Men with larger amounts of breast tissue may face a higher risk of premature death, according to a new research.
This risk is associated with conditions such as pseudogynecomastia, commonly referred to as “man boobs” due to excess weight, and gynecomastia, a hormonal condition leading to enlarged breasts.
The study, published in the journal BMJ Open, reveals a potential connection between gynecomastia and an increased likelihood of dying before the age of 75. Men with pre-existing risk factors, such as cancer or other diseases, face a particularly elevated risk when diagnosed with gynecomastia.
“Males diagnosed with gynecomastia are at higher risk of death, observed mainly in males with a known pre-existing risk factor of gynecomastia. These findings will hopefully stimulate more awareness among healthcare providers to potentially apply interventions that aid in alleviating underlying risk factors in males with this condition,” the authors wrote in the paper.
The researchers, analyzing data from 23,429 Danish men diagnosed with gynecomastia between 1995 and 2021, categorized them into two groups: those with idiopathic gynecomastia (unknown cause) and those with gynecomastia associated with pre-existing conditions or medication. Compared to randomly selected men without the condition, those with gynecomastia had a 37% higher risk of early death.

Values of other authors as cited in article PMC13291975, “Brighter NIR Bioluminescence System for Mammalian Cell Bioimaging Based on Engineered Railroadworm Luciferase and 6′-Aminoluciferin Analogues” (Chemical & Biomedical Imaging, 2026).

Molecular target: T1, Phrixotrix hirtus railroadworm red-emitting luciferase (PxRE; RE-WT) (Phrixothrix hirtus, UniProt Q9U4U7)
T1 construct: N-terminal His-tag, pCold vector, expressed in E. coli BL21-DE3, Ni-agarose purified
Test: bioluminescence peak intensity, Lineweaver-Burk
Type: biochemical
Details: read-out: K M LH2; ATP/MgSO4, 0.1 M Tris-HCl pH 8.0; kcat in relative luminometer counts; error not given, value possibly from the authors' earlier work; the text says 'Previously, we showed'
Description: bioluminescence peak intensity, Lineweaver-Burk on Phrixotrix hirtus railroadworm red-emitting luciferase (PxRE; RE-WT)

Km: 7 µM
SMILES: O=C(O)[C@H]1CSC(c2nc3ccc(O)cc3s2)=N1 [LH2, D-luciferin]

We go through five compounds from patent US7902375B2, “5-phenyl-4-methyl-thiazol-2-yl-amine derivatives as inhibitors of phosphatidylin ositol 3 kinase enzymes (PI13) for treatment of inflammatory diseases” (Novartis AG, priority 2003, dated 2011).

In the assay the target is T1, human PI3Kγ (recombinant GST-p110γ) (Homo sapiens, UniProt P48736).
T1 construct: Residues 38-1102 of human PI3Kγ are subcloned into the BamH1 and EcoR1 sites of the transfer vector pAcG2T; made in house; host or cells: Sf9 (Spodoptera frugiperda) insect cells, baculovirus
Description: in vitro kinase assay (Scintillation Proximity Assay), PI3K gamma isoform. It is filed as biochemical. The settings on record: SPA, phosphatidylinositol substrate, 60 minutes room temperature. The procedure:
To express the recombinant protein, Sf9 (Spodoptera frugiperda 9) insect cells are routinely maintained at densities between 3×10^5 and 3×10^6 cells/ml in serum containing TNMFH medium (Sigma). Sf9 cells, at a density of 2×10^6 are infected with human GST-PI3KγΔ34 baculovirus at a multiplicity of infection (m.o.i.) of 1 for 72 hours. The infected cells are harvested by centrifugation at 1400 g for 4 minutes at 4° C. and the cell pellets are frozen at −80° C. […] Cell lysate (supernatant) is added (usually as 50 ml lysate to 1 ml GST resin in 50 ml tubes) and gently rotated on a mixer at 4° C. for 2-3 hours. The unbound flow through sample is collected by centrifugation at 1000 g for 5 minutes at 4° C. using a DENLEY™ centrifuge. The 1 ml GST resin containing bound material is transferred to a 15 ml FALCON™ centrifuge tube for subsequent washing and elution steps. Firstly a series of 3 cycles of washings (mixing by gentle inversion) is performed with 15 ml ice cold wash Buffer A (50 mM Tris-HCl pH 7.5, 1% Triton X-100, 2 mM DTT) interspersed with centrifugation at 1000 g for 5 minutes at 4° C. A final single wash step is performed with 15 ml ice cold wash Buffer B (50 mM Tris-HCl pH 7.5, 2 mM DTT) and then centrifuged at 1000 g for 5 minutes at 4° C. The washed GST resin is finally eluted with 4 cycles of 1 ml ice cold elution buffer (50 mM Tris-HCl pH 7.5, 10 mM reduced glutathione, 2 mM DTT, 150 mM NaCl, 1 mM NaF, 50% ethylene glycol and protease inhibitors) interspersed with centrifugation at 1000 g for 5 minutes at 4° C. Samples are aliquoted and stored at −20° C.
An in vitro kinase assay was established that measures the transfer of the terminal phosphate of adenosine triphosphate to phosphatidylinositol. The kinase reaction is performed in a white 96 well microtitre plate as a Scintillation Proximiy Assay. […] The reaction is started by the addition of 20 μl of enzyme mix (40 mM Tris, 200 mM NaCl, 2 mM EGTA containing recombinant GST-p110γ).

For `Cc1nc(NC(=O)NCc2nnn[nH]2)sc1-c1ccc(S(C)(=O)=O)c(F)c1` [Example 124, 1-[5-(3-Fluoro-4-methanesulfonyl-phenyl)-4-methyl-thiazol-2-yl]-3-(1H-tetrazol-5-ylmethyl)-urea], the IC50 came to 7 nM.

“Men as well as women produce sex steroids, i.e. testosterone (T), which is transformed to estradiol (E2). Thus, both sexes have both sex steroids in their circulation. Although men have 10-20 times higher T concentration compared to women, rendering the balance or ratio between T and E2 much higher in men,” Anders Juul, study author and sex hormones expert at Copenhagen University Hospital – Rigshospitalet Juliane Marie Centre, told Newsweek.
“In puberty, both boys and girls start to grow breast tissue as estrogens start to surge around the body.
“This is why all girls develop breasts during puberty and why 50 percent of all adolescent boys develop breasts called ‘physiological gynaecomastia’ or ‘pubertal gynaecomastia.’ In boys, breast tissue regresses after 6-12 months once an equilibrium between estrogen and testosterone has been established in late puberty. If an adult man is exposed (for some reason) to higher E2 levels he may develop breast (gynaecomastia),” Juul said.
Furthermore, men with gynecomastia associated with another condition had a 75% higher risk of premature death, while those with idiopathic gynecomastia faced only a 5% increased risk. Specific pre-existing conditions such as cancer, lung diseases, gut diseases, liver diseases, and disorders of the gallbladder, biliary tract, and pancreas were linked to varying degrees of increased risk.
Anders Juul, a sex hormones expert and study author, explained that while some associations between gynecomastia and increased death risk are understood, more research is needed to unravel these findings. The study did not explore deaths from multiple outcomes or examine exposure to hormone-altering substances and steroids, leaving room for further investigation.
The authors hope their research will raise awareness of the risks faced by men with gynecomastia and encourage additional studies to deepen our understanding of these associations.